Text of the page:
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Today's Stichomancy for Simon Cowell

The first excerpt represents the element of Air. It speaks of mental influences and the process of thought, and is drawn from Mosses From An Old Manse by Nathaniel Hawthorne:

grasp a penknife, Owen had been remarkable for a delicate ingenuity, which sometimes produced pretty shapes in wood, principally figures of flowers and birds, and sometimes seemed to aim at the hidden mysteries of mechanism. But it was always for purposes of grace, and never with any mockery of the useful. He did not, like the crowd of school-boy artisans, construct little windmills on the angle of a barn or watermills across the neighboring brook. Those who discovered such peculiarity in the boy as to think it worth their while to observe him closely, sometimes saw reason to suppose that he was attempting to imitate the beautiful movements of Nature as exemplified in the flight of

Mosses From An Old Manse
The second excerpt represents the element of Fire. It speaks of emotional influences and base passions, and is drawn from A Midsummer Night's Dream by William Shakespeare:

The Oxe hath therefore stretch'd his yoake in vaine, The Ploughman lost his sweat, and the greene Corne Hath rotted, ere his youth attain'd a beard: The fold stands empty in the drowned field, And Crowes are fatted with the murrion flocke, The nine mens Morris is fild vp with mud, And the queint Mazes in the wanton greene, For lacke of tread are vndistinguishable. The humane mortals want their winter heere, No night is now with hymne or caroll blest; Therefore the Moone (the gouernesse of floods)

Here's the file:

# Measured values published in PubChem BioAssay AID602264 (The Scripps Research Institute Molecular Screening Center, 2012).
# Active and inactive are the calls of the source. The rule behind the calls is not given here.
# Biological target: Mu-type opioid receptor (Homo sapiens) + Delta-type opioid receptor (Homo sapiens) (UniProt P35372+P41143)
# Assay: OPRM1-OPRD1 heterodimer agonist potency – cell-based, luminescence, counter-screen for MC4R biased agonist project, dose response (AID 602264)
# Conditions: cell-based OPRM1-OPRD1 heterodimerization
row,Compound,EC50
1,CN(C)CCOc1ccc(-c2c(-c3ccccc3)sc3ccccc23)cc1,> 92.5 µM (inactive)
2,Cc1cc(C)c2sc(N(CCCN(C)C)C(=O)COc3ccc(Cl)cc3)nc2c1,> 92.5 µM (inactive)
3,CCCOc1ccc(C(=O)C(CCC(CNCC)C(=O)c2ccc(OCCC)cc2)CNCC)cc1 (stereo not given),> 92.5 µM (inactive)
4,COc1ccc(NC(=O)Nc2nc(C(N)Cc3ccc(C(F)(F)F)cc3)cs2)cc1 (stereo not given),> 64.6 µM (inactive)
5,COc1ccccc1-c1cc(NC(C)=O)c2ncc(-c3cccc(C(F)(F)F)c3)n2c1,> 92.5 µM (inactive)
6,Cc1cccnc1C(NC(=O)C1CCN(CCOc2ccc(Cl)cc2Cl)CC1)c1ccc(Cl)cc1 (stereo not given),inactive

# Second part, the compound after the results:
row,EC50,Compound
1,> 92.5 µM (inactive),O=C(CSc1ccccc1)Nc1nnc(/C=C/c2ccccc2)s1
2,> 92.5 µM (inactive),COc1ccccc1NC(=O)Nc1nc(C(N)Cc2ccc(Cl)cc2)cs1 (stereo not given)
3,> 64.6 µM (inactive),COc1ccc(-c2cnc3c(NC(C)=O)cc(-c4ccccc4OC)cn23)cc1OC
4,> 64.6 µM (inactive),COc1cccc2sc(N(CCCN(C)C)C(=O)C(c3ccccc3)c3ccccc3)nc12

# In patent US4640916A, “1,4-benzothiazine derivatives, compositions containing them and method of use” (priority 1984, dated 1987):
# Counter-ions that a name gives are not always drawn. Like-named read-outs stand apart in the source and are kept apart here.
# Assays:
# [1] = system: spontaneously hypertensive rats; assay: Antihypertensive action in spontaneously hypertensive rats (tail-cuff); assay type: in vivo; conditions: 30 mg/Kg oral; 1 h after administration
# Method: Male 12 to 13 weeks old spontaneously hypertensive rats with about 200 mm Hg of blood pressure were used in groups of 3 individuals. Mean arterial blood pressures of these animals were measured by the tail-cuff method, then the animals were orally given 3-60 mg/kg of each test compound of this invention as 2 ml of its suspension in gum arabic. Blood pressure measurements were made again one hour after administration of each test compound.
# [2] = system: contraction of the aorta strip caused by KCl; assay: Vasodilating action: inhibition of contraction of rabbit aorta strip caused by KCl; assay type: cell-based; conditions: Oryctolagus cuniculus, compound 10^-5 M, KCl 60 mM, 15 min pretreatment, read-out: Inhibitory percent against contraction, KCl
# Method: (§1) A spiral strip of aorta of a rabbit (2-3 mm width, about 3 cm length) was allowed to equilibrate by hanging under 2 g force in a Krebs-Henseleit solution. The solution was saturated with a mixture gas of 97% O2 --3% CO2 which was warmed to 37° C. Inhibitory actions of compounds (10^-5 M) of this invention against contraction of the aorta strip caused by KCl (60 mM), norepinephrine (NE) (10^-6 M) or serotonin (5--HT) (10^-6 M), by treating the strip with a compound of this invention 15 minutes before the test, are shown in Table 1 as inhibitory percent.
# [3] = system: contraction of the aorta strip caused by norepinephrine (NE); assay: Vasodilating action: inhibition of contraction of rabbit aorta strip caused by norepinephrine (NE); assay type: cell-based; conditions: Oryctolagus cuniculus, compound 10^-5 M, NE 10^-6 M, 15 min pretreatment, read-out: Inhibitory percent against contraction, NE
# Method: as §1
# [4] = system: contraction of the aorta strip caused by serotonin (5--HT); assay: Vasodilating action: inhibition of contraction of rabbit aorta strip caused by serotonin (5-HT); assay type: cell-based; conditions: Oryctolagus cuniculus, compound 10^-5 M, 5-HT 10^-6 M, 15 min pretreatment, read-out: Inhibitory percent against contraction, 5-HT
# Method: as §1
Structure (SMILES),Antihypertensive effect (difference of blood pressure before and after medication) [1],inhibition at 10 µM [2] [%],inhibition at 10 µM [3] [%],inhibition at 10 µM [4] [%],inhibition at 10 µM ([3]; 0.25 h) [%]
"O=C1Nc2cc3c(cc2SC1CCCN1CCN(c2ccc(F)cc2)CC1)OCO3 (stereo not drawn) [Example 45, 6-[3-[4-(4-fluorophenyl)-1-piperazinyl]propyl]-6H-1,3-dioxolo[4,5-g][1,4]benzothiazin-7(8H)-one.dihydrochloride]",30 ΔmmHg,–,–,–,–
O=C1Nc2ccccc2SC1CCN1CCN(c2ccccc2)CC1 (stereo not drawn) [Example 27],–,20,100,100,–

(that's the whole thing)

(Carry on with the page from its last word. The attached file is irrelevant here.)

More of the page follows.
A Midsummer Night's Dream
The third excerpt represents the element of Water. It speaks of pure spiritual influences and feelings of love, and is drawn from Timaeus by Plato:

and they are the root and foundation of the human race. The marrow itself is created out of other materials: God took such of the primary triangles as were straight and smooth, and were adapted by their perfection to produce fire and water, and air and earth--these, I say, he separated from their kinds, and mingling them in due proportions with one another, made the marrow out of them to be a universal seed of the whole race of mankind; and in this seed he then planted and enclosed the souls, and in the original distribution gave to the marrow as many and various forms as the different kinds of souls were hereafter to receive. That which, like a field, was to receive the divine seed, he made round every way, and called that portion of the marrow, brain, intending that, when an animal was

The fourth excerpt represents the element of Earth. It speaks of physical influences and the impact of the unseen on the visible world, and is drawn from A Legend of Montrose by Walter Scott:

about half way up the ascent, and, pausing, made a signal for those who were still at the bottom to follow him, an arrow whistled from the bow of one of the Children of the Mist, and transfixed him with so fatal a wound, that, without a single effort to save himself, he lost his balance, and fell headlong from the cliff on which he stood, into the darkness below. The crash of the boughs which received him, and the heavy sound of his fall from thence to the ground, was followed by a cry of horror and surprise, which burst from his followers. The Children of the Mist, encouraged in proportion to the alarm this first success had caused among the pursuers, echoed back the